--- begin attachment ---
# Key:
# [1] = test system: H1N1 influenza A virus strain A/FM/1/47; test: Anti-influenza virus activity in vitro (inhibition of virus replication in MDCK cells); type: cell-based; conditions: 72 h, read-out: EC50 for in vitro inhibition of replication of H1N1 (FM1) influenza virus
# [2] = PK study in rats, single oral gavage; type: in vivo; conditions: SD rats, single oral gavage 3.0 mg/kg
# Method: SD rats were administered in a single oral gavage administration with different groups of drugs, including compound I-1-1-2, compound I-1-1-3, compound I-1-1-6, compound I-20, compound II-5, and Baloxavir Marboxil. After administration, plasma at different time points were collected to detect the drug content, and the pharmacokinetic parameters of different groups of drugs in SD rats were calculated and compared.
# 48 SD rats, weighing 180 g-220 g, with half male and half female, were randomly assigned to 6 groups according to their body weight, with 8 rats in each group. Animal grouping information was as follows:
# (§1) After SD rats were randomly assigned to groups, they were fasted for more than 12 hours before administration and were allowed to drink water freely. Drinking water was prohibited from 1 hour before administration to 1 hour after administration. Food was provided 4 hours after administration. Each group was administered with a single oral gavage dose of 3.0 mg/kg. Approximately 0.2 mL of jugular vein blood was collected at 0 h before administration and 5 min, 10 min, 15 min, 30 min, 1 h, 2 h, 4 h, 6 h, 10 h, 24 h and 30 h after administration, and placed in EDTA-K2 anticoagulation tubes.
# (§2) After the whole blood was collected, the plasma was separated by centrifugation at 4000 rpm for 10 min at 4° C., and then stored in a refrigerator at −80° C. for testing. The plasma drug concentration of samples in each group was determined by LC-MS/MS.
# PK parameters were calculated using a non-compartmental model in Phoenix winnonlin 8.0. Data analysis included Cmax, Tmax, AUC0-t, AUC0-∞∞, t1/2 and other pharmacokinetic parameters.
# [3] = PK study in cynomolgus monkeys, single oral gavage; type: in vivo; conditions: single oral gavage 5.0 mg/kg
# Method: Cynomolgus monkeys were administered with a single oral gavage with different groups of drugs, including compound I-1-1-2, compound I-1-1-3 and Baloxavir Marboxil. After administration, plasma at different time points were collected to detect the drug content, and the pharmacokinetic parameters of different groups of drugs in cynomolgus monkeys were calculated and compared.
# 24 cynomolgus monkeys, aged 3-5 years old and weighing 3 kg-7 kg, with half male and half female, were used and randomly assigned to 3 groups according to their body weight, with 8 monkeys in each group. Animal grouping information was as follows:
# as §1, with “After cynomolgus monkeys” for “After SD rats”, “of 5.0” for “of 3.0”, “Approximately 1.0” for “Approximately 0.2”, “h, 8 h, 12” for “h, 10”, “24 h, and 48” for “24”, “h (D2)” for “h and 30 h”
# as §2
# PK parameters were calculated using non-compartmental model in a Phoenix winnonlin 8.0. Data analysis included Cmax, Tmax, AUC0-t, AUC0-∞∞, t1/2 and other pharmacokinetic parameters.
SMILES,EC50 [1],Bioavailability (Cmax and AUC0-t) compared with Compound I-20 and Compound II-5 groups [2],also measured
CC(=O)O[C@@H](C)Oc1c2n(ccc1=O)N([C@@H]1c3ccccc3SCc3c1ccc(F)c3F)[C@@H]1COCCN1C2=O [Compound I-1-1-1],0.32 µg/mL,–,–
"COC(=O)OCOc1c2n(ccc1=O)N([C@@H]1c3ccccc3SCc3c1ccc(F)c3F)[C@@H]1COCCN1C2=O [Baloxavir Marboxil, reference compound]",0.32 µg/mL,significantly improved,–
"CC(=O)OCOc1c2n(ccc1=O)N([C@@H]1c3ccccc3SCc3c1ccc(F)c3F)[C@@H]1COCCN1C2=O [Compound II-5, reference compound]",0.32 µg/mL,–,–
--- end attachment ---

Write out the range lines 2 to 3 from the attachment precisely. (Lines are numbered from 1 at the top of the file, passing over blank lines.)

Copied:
# [1] = test system: H1N1 influenza A virus strain A/FM/1/47; test: Anti-influenza virus activity in vitro (inhibition of virus replication in MDCK cells); type: cell-based; conditions: 72 h, read-out: EC50 for in vitro inhibition of replication of H1N1 (FM1) influenza virus
# [2] = PK study in rats, single oral gavage; type: in vivo; conditions: SD rats, single oral gavage 3.0 mg/kg